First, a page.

Sunday, July 19, 2009
A New Project
Here is the beginning - we're going to build two skin-on-frame kayaks based on Thomas Yost's Sea Tour 15R design with our own alterations. I've posted about this project earlier in this post. Well, we've finally gotten started. The picture above shows a lot, actually. There is this nice, very expensive sheet of 1/2" thick Occume Plywood. Good stuff, but at $145 a sheet, it had better be. For those of us not blessed to be near a supplier of marine-grade plywood, go to your local lumber yard and ask questions. We were able to buy this material through our local lumber yard for a minimal premium over what I could buy from Boulter Plywood and far cheaper than going to get it or having it shipped here.
On the plywood are some patterns that were laid out in the CAD system and printed out at my local office supply store. The patterns were laminated to some cardboard and cut out. There are patterns for both the kayak frames and stations that hold frames one and six to the strongback. Also, are two aluminum seat-post clamps that we intend to use for some home-made adjustable foot braces. Above the patterns and foot braces are a strongback made by screwing together two 2x4's . On the top of the picture is some beautiful 16' long select White Pine that has been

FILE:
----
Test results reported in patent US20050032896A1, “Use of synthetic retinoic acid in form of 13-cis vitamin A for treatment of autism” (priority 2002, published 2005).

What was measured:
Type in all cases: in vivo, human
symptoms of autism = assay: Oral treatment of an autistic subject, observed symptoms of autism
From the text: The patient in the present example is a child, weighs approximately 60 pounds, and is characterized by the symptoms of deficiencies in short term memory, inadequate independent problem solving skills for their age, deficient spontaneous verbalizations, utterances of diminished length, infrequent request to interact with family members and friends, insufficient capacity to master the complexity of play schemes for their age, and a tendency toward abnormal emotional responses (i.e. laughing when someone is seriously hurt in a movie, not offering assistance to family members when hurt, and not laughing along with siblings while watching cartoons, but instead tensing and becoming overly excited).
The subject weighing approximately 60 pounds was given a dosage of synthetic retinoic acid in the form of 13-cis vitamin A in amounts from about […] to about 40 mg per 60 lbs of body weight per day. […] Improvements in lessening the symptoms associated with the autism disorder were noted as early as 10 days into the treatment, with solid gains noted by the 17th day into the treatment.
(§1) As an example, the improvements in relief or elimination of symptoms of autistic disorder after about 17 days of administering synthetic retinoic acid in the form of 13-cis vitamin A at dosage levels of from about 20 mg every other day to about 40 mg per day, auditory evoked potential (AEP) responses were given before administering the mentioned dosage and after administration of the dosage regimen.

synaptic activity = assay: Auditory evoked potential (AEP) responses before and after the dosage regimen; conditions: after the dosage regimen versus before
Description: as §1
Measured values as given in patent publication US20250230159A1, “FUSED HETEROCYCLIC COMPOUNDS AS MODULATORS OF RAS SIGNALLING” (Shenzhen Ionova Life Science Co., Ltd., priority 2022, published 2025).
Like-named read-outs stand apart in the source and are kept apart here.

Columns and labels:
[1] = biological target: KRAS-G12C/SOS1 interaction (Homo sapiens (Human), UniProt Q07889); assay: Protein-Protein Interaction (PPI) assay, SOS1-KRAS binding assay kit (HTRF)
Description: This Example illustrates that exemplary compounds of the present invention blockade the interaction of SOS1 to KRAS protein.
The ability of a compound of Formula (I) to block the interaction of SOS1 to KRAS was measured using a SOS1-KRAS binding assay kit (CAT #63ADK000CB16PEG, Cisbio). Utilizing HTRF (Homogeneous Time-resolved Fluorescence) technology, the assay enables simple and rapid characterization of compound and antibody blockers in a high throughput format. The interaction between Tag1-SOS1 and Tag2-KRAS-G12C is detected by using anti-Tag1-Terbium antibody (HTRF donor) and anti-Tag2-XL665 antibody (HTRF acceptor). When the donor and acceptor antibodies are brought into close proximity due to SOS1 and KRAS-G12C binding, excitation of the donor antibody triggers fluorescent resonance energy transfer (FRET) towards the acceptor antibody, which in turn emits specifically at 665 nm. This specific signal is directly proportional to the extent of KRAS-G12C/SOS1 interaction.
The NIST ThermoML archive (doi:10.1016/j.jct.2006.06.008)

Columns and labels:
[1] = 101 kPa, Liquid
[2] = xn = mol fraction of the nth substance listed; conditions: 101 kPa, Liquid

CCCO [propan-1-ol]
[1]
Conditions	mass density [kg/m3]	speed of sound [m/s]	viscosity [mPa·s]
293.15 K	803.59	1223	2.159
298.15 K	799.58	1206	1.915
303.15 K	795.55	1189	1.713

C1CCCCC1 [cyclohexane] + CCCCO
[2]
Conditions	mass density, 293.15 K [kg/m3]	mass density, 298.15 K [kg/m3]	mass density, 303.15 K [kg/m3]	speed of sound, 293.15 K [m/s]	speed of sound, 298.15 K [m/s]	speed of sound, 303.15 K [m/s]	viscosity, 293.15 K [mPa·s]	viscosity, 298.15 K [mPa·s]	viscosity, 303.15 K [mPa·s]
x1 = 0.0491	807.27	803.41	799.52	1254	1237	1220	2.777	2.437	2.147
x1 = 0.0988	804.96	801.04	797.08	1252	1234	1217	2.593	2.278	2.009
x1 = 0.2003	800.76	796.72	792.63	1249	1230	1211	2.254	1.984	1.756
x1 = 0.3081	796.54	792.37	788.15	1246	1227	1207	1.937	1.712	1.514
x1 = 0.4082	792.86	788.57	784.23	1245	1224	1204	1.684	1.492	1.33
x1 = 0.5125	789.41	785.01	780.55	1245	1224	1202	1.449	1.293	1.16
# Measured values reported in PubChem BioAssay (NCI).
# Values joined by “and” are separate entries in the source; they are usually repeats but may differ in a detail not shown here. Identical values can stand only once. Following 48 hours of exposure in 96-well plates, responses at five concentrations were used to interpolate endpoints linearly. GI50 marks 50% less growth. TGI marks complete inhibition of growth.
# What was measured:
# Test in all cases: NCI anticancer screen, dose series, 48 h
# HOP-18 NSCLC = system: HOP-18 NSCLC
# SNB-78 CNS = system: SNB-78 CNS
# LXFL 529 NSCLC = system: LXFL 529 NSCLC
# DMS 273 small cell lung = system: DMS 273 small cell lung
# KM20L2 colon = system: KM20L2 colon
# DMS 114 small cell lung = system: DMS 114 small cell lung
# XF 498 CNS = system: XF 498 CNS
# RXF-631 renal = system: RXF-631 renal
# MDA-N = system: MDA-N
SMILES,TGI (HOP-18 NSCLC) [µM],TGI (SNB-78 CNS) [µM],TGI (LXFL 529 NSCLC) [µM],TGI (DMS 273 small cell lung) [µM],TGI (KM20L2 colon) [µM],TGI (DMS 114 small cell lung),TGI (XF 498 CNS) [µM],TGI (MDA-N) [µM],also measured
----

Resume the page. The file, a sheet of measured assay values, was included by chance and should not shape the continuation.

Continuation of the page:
planed to 3/4" thick and cut into 1" and 1-1/2" wide stringers. What's lacking here, and I don't understand why, particularly is a form for the stem and stern. It would seem to me that these patterns could have easily been defined, but Thomas Yost leaves this bit of detail out and lets the builder define the shapes of their stem and stern.
I'm sure some of you are rolling your eyes at the choice of White Pine for stringers. It has some good and bad points. The good: it's inexpensive, relatively light-weight and relatively strong. The bad: it dents relatively easily, can bleed pitch and isn't particularly rot resistant. For a small light boat that will not "live" in the water, I'm not particularly concerned about rot resistance. If I was, I would choose Western Red Cedar, but as I noted, my friend who I'm helping here, is sensitive to Cedar dust.
Some of the variances that we are going to have from Mr. Yost's design include the addition of an access hatch on the back of the boat. We're thinking of something like the lid of a Shaker box that will be held closed with some straps and a buckle. Underneath the access hatch will be some slats to act as a floor in this area. Rather than use a plywood coaming, we're going to laminate several thicknesses of stock. Also, we plan to use a Dacron skin instead of PVC for a lighter boat.
With our prototype model to guide us, we're getting started.
Look for more updates to come in fits and starts as we progress.